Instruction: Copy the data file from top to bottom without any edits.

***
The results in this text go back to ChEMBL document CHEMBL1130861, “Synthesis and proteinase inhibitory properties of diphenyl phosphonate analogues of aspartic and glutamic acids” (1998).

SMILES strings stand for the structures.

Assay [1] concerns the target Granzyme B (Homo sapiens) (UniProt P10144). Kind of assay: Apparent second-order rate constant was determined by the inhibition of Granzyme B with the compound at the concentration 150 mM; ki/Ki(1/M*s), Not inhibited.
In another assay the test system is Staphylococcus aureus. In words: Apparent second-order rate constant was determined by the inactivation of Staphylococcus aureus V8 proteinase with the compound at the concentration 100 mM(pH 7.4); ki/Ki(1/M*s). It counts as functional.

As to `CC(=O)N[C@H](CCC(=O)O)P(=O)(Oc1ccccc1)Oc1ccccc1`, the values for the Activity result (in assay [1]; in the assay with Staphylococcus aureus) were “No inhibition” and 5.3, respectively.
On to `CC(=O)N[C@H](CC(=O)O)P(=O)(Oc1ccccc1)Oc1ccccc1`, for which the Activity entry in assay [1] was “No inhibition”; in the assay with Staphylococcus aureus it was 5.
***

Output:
The results in this text go back to ChEMBL document CHEMBL1130861, “Synthesis and proteinase inhibitory properties of diphenyl phosphonate analogues of aspartic and glutamic acids” (1998).

SMILES strings stand for the structures.

Assay [1] concerns the target Granzyme B (Homo sapiens) (UniProt P10144). Kind of assay: Apparent second-order rate constant was determined by the inhibition of Granzyme B with the compound at the concentration 150 mM; ki/Ki(1/M*s), Not inhibited.
In another assay the test system is Staphylococcus aureus. In words: Apparent second-order rate constant was determined by the inactivation of Staphylococcus aureus V8 proteinase with the compound at the concentration 100 mM(pH 7.4); ki/Ki(1/M*s). It counts as functional.

As to `CC(=O)N[C@H](CCC(=O)O)P(=O)(Oc1ccccc1)Oc1ccccc1`, the values for the Activity result (in assay [1]; in the assay with Staphylococcus aureus) were “No inhibition” and 5.3, respectively.
On to `CC(=O)N[C@H](CC(=O)O)P(=O)(Oc1ccccc1)Oc1ccccc1`, for which the Activity entry in assay [1] was “No inhibition”; in the assay with Staphylococcus aureus it was 5.